Allard and Crosleys at auction

Yes, I know this is supposed to be another post about the Great Willys Picnic, but that will come after this one.¬† be patient, please ūüôā

My friends Bobby, Mike, George and I went out to dinner and then to a local auction this evening.  Our big interest was seeing the 1949 Allard that was up for sale.  Despite all of the cars looking rather decrepit we were still drawn to see what they went for.  There was an Allard, a 1964? Mercedes, and three Crosleys.

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While the Allard was covered in surface rust, the steel was complete without any rust through.  Over all much of the car was present amongst the parts piled beside it.  It originally came with a Ford flathead V8, but was outfitted at some point with a Cadillac V8.  The lines of the car are quite striking and it must have been beautiful when new.  The Allard sold for around $18,000.  Next up was a 1964(?) Mercedes.

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This car probably ran when it was stored.  It was the second time for the auctioneer selling this very car.  He sold it to the owner of the estate back in 1984.  Doors shut with a satisfying clunk, the interior wood was in great shape, and the car was complete.  It sold for a very reasonable price of $8,000.  I assume this was because they did not start it.  Finally came the Crosleys, led by a 1949 Hotshot.

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This was quite an eclectic collection all coming from one estate.¬† The Hotshot was complete, and not in too bad shape for a barn find.¬† This would not be a hard restoration though I think it sold a little too high at around $1,700.¬† If it had been running and in this shape I could have seen that price.¬† These cars actually became popular in racing circles in the 1950’s.¬† They were designed so that windshield, bumpers¬†and lights could be stripped down easily for racing.¬† Even after Crosley’s demise in 1952 these cars were outfitted with a wide variety of engines to play on the race circuits.¬† I would like to play with one of these someday.¬† Finally there were a 1947 pickup and convertible.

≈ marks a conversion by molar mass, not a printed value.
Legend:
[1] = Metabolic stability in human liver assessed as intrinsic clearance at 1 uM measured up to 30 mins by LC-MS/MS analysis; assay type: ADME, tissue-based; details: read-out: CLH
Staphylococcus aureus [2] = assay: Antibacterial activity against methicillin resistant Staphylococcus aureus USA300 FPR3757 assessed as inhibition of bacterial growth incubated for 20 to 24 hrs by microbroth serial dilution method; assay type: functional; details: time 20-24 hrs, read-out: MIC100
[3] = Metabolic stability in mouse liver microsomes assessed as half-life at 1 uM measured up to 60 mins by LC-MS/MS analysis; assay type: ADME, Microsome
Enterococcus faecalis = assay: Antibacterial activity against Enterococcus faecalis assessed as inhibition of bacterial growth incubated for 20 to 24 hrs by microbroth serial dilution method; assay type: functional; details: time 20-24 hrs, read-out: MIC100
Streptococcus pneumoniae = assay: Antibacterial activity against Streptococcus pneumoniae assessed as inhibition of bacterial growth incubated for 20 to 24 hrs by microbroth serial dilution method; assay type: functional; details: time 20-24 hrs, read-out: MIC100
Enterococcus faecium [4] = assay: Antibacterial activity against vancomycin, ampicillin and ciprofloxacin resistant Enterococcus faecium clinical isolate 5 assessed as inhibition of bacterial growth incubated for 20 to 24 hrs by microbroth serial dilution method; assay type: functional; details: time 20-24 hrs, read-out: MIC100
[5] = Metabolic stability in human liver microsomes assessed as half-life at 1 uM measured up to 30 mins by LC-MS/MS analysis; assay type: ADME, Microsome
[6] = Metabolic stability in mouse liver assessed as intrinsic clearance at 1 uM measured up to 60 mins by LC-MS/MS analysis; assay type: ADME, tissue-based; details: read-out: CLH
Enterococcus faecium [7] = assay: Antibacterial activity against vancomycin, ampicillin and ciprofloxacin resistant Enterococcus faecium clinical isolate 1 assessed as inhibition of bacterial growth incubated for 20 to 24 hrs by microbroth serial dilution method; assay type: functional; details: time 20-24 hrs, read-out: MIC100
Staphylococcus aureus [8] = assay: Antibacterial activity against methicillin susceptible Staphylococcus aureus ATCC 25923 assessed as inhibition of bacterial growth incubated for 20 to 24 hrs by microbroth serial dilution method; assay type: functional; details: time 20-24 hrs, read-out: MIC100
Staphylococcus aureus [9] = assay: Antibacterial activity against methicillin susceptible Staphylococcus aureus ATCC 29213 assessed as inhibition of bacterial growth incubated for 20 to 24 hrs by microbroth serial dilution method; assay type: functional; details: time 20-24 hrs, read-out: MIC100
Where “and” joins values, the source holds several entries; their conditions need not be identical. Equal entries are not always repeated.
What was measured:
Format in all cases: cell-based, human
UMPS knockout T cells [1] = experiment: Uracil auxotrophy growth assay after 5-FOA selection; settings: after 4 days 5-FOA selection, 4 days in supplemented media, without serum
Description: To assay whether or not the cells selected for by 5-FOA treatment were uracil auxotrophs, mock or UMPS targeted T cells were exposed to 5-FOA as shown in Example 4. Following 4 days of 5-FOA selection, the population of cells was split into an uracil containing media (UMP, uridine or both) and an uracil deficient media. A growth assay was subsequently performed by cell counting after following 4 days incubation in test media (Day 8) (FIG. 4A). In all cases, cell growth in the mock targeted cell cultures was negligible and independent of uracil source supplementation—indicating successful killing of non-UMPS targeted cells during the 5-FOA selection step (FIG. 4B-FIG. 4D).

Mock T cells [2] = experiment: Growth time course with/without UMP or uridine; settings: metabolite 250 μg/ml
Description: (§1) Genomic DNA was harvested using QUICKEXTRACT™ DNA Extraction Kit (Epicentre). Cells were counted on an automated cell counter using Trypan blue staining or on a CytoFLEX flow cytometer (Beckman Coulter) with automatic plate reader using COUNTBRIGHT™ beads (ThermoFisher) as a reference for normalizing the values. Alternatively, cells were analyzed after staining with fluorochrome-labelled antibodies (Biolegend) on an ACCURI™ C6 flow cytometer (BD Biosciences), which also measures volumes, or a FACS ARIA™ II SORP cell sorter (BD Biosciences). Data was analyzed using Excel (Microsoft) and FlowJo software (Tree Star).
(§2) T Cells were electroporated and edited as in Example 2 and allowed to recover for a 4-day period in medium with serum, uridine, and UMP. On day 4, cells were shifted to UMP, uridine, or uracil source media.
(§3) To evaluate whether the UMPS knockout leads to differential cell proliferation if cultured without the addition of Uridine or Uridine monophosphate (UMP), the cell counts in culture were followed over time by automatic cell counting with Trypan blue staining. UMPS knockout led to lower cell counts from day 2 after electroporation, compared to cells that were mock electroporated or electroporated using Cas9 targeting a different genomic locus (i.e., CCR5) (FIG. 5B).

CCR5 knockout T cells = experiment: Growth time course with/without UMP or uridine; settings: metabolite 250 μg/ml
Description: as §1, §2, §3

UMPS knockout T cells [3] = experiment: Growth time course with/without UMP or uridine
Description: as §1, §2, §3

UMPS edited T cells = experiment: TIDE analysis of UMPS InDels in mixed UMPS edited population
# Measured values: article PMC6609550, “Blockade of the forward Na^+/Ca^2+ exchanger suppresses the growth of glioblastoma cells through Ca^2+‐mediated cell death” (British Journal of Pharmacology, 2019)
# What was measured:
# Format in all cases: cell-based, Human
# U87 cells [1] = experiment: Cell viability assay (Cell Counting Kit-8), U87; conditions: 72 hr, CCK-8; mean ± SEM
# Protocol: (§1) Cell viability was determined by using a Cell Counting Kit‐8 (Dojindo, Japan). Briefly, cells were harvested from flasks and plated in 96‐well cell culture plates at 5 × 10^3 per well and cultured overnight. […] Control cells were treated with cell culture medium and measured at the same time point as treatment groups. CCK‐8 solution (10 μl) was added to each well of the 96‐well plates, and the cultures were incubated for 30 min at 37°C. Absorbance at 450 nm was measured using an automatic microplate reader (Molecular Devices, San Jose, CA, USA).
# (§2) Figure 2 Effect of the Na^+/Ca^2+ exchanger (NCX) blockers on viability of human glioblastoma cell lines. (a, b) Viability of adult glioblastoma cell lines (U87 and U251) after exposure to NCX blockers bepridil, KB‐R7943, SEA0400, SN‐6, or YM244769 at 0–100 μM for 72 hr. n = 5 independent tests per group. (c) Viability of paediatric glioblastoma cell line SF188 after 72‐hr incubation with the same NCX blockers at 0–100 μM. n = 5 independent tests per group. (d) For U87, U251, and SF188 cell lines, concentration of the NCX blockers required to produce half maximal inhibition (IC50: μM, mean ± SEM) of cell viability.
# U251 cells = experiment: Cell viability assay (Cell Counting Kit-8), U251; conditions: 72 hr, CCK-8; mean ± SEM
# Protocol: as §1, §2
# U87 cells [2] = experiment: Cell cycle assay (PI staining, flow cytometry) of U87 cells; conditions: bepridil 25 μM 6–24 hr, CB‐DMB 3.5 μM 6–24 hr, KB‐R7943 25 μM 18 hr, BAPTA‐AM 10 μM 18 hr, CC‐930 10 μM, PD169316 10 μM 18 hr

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If I had spare time of any sort and any money whatsoever I would have bid on the pickup.  It needed ALOT of work but would be a cute little parts runner.  It went for $650.00 which seems quite fair.

Okay, stay tuned for more of the Great Willys Picnic next time!!

13th annual Great Willys Picnic

This past Sunday was the Great Willys Picnic held this year at the WK&S Railroad (http://www.kemptontrain.com/) in Kempton, PA.  This was my first time attending and Hanson Mechanical was one of the sponsors.  After getting very lost (my fault!!) I made it there by noon.  When I signed in I was the 63rd Jeep to arrive.  Just after me another WW2 Jeep showed up.

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The lineup of Military Jeeps was mostly MB’s and GPW’s, all nicely restored.¬† Along with an M38 or two in the mix.¬† I loaded my Jeep up with the usual British/ Canadian Para equipment including the BSA folding bicycle on the front bumper.¬† MIne was the “beater” of the lot.¬† Every five years or so it comes time to tear my Jeep down and redo it.¬† I think it is coming time for a new paint job.¬† I figure if you have a Jeep drive it!!¬† It will not remain pristine that way but it will feel loved.

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The selection of civilian Jeeps was quite varied, from CJ2A’s to forward control Jeeps.¬† Quite a few Jeeps were there with pto’s and the various accessories.¬† I will include photos of those in my next posting.